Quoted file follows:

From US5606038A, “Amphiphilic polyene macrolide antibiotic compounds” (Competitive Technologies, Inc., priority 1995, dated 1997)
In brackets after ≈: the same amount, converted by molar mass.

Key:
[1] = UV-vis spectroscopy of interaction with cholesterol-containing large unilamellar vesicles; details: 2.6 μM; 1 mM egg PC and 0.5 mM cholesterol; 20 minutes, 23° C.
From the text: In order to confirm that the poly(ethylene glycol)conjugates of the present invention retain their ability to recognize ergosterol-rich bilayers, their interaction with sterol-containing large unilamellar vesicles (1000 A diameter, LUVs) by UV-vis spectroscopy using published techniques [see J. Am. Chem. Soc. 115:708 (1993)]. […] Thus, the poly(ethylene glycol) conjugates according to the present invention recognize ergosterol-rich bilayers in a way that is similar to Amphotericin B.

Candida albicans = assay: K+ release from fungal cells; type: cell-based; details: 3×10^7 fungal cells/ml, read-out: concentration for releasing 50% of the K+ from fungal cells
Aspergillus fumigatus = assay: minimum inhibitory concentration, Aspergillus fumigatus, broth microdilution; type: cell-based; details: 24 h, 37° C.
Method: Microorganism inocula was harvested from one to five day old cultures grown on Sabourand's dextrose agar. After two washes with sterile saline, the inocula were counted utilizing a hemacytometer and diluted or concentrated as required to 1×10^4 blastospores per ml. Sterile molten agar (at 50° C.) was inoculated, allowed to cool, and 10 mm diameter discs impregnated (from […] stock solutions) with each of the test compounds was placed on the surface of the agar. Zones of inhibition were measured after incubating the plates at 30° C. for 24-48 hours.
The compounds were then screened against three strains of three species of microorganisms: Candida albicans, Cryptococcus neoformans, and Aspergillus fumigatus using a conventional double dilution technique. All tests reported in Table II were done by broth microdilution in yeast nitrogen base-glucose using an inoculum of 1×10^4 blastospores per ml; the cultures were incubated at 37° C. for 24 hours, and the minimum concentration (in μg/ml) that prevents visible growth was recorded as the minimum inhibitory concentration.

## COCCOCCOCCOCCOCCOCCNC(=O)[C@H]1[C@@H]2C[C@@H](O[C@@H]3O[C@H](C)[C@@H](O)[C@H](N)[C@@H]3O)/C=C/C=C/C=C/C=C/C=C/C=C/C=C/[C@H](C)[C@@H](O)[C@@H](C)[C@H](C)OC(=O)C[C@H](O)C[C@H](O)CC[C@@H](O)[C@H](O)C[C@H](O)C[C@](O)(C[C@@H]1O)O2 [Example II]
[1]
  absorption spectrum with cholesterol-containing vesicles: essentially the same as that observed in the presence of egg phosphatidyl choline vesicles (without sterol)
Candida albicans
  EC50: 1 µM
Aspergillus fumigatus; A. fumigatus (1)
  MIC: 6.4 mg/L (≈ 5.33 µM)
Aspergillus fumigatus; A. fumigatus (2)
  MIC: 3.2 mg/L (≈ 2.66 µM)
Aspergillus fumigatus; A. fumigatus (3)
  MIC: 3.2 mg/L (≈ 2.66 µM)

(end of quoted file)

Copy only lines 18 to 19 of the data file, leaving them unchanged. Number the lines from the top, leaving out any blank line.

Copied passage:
  MIC: 3.2 mg/L (≈ 2.66 µM)
Aspergillus fumigatus; A. fumigatus (3)